It rained heavily that night.

The next day the first guy showed up again.  Since it had rained the job site was a bit of a mess.  The hole no longer had perfect edges, it was sloppy and eroded.  The dirt pile was flattened and some was falling back into the hole.  The man did what he could to shovel it out.  He wasn’t having much success.  He grabbed a nearby plastic cup from a fast food restaurant (the big kind that are against the law in NY) that was littered from the past.  The man began using the cup to throw the water out of the hole.  He had to throw it some distance as to avoid it from receding back.  He did this for several hours, even as it started to rain again.

The final day an excavator showed up, now with space to expand the hole.  In a few days, the entire job was finished.  It was covered nicely with new gravel, looking better than when it had started.

I didn’t see Juan or Steve again.

Highway confessions; I ran over that sign

This sign has directed its last patron

So I had a bit of a rough weekend in terms of driving.  I had a hitch mounted cargo carrier on the back of my jeep to haul camping supplies.  I guess I had a hard time judging distances, I blame the heat.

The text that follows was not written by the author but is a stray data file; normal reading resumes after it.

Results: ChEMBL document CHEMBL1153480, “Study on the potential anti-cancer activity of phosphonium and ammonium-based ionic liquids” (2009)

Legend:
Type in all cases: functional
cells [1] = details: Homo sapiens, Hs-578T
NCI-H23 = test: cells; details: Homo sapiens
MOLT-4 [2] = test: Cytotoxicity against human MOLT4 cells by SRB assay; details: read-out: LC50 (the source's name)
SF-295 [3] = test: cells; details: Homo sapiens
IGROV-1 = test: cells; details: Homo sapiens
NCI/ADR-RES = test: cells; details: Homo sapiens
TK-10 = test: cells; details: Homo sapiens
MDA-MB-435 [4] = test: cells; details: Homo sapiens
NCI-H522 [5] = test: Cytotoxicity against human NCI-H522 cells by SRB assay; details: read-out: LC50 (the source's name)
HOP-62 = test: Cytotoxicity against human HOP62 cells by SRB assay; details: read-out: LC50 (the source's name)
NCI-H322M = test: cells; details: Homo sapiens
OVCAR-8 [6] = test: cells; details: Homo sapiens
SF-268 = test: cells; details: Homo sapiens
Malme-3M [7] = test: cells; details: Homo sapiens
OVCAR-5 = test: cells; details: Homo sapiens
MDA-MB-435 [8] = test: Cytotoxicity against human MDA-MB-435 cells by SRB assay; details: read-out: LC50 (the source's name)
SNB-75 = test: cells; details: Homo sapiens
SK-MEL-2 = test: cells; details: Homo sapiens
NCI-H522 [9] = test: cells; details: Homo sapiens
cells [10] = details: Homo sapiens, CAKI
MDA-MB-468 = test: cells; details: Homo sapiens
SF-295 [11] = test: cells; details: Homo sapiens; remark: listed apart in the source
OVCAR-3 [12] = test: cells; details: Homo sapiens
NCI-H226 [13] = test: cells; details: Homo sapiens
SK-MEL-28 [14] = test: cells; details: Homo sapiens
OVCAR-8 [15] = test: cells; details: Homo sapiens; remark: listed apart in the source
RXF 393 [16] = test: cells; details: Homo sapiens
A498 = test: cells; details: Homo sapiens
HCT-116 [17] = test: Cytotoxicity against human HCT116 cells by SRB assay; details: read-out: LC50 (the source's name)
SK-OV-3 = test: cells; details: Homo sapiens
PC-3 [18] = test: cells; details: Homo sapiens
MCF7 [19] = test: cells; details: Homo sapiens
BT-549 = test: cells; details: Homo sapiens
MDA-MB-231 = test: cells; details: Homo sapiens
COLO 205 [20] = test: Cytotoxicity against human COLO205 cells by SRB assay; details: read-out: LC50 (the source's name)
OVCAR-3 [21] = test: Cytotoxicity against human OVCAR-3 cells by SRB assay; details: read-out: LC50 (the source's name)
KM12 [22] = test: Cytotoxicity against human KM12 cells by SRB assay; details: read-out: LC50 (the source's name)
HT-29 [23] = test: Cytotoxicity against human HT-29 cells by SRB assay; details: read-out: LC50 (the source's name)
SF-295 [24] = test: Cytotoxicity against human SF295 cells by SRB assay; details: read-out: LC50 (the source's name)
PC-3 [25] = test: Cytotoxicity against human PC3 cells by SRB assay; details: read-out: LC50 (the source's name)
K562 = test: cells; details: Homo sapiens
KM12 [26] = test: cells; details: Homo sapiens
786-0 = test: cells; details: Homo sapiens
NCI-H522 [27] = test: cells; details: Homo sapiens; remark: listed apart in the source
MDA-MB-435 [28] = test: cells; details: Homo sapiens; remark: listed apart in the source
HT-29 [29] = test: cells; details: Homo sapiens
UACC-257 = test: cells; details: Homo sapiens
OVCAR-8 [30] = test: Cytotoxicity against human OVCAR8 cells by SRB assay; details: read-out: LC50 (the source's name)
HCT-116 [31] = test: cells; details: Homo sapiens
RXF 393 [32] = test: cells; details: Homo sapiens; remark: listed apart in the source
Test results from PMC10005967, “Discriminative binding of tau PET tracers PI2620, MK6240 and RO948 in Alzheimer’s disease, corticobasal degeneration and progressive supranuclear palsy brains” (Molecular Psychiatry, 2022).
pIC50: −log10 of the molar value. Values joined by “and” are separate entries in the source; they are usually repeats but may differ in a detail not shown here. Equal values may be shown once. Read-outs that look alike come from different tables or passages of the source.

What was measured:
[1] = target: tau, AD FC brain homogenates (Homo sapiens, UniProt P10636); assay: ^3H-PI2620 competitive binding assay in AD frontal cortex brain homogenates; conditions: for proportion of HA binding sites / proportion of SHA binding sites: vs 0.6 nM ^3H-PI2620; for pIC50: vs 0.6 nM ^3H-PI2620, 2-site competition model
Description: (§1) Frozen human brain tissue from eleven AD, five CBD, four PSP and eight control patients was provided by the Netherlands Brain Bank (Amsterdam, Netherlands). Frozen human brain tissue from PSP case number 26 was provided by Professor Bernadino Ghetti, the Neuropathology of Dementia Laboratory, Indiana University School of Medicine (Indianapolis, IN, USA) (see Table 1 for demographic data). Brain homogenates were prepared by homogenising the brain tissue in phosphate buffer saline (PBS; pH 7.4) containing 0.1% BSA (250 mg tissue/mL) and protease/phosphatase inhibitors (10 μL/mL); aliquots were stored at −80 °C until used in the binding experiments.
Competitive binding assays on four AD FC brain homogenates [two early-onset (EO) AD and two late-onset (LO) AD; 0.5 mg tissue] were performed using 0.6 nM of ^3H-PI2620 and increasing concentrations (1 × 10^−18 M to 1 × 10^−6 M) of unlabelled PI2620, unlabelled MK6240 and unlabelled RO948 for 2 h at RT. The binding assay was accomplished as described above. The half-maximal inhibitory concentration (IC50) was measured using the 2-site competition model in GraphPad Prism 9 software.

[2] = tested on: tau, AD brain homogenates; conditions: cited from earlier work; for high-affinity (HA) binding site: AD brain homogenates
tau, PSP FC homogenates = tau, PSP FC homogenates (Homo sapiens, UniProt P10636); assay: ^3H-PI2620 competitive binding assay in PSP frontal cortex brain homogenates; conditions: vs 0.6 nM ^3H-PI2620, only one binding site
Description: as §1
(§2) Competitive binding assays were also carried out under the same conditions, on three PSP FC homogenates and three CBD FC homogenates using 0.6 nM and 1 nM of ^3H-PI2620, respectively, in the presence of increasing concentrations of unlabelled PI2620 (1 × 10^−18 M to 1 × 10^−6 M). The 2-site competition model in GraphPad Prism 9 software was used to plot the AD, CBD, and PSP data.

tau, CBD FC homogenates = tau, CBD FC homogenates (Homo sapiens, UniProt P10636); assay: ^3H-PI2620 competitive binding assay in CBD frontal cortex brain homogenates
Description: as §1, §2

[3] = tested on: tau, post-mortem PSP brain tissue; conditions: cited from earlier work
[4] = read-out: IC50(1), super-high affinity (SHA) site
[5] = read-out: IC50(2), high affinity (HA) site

I hit two things:  I ran down a fast food joint’s sign and bumped someones SUV in the parking lot.  There’s a difference.

When I bumped the guy’s car, I felt really bad.  There was barely any damage, a small dent in the rubber probably on its way to popping back out.  I stayed out in the parking lot and waited until he came out of the store and explained what happened and apologized.  He looked at the bump briefly and agreed that it was too small to care about.  We went on our way.

I stopped briefly when I cut a turn too hard and clipped the fast food sign.  It made an awful sound.  Not a full stop, a rolling stop really.  I’m pretty sure the sign was already down and I just finished the job, it was rusty and seemingly sheered off at the base.  I didn’t feel bad though.  As a matter of fact, I was more concerned with any damage to my jeep and wondering why they chose such a poor place for a sign.  Honestly, I laughed  hardily as I drove down the highway, trading jokes with my wife about the situation and my impending arrest.

Here’s what separates the two incidents: